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Do Post-Death IRA Losses Reduce the Estate Tax?

This is especially relevant in the current market environment.

Natalie Choate, 03/13/2009

Check out Natalie's downloadable Special Reports at her Web site. There are five reports, including The 194 Best & Worst Planning Ideas for Your Client's Retirement Benefits, Retirement Benefits and the Marital Deduction (Including Planning for the Noncitizen Spouse), Making Retirement Benefits Payable to Trusts, The Estate Administrator's Guide to Retirement Benefits, and her newest, Charitable Giving with Retirement Benefits, plus two free shorter articles. The price of each report includes three downloads, so you can get updated versions free as they appear.

Question: "Ludwig" died on Sept. 15, 2008, with a $10 million estate, including a $3 million IRA which he left to his three children, A, B, and C. The sole asset of this IRA was a multi-cap stock index fund.

On Oct. 15, when the IRA was worth $2.7 million, the IRA provider had the three children sign an "inherited IRA agreement," and retitled the account "Ludwig IRA, payable to A, B, and C, beneficiaries."

On Nov. 15, when the IRA was worth $2.4 million, the children divided the IRA into three separate inherited IRAs, each one titled "Ludwig IRA, payable to [name of child], beneficiary." The sole asset in the account (the index fund) was divided equally into thirds to carry out this division into separate accounts.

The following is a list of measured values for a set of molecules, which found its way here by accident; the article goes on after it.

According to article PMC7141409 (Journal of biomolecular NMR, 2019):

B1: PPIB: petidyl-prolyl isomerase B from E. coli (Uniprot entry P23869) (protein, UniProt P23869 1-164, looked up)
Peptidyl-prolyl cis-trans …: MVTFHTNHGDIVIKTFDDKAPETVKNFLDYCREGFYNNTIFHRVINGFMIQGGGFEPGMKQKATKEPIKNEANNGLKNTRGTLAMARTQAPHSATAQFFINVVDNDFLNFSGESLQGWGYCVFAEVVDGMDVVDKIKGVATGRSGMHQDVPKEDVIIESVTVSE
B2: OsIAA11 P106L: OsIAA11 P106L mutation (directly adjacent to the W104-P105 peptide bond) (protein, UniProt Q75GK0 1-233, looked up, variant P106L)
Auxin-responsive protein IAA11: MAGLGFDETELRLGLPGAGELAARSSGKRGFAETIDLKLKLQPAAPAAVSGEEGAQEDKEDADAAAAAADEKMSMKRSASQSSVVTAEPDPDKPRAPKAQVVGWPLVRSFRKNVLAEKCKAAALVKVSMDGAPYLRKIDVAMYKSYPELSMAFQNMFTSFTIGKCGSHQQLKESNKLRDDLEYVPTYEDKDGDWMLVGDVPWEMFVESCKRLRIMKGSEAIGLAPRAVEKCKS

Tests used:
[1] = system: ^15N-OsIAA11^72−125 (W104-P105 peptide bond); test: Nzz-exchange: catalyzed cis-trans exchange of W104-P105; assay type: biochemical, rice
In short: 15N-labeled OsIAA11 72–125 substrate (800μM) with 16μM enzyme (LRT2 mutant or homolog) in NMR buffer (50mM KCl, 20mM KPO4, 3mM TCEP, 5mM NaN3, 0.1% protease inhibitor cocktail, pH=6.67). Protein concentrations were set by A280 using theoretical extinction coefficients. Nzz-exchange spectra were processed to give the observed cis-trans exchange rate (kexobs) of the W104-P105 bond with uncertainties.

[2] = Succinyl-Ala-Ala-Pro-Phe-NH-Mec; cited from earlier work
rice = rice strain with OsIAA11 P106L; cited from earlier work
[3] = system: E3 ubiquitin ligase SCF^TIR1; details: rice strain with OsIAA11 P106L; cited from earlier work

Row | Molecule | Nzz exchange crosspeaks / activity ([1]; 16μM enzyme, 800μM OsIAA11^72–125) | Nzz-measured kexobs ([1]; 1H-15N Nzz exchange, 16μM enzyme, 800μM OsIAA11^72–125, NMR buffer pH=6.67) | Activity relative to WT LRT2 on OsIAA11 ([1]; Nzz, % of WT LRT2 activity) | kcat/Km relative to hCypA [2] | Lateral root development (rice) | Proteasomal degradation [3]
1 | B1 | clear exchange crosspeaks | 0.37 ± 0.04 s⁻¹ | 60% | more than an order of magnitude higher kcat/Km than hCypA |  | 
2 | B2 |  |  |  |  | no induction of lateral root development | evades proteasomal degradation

On Dec. 15, when the IRA was worth $2.1 million, all three children sold the index fund that had been the IRA's sole asset when Ludwig died, and reinvested the proceeds in a different index fund.

As of Feb. 15, 2009, six months after Ludwig's death, there have been no distributions from any of the IRAs, and no further investment changes; and the IRAs are worth, collectively, $1.8 million. The rest of Ludwig's estate also declined in value during this period. What is the "alternate valuation date" for Ludwig's IRA for federal estate tax purposes?

Natalie: For federal estate tax purposes, assets are generally valued as of the date of death. However, an alternate valuation date is allowed, to cover the possibility that the assets might decline in value shortly after the date of death. The alternative valuation date is six months after the date of death, or, if earlier, the date the asset is sold or "otherwise disposed of."

Ludwig's children would like to use the Feb. 15 date, because that is the date of the lowest valuation (so far), i.e., $1.8 million. The question is whether an earlier date must be used; did any of the actions taken on Oct. 15 (retitling the IRA as an "inherited IRA"), Nov. 15 (dividing the IRA among the multiple children), or Dec. 15 (selling assets inside the IRA) constitute a sale or other disposition that would trigger early closing of the alternate valuation period? 

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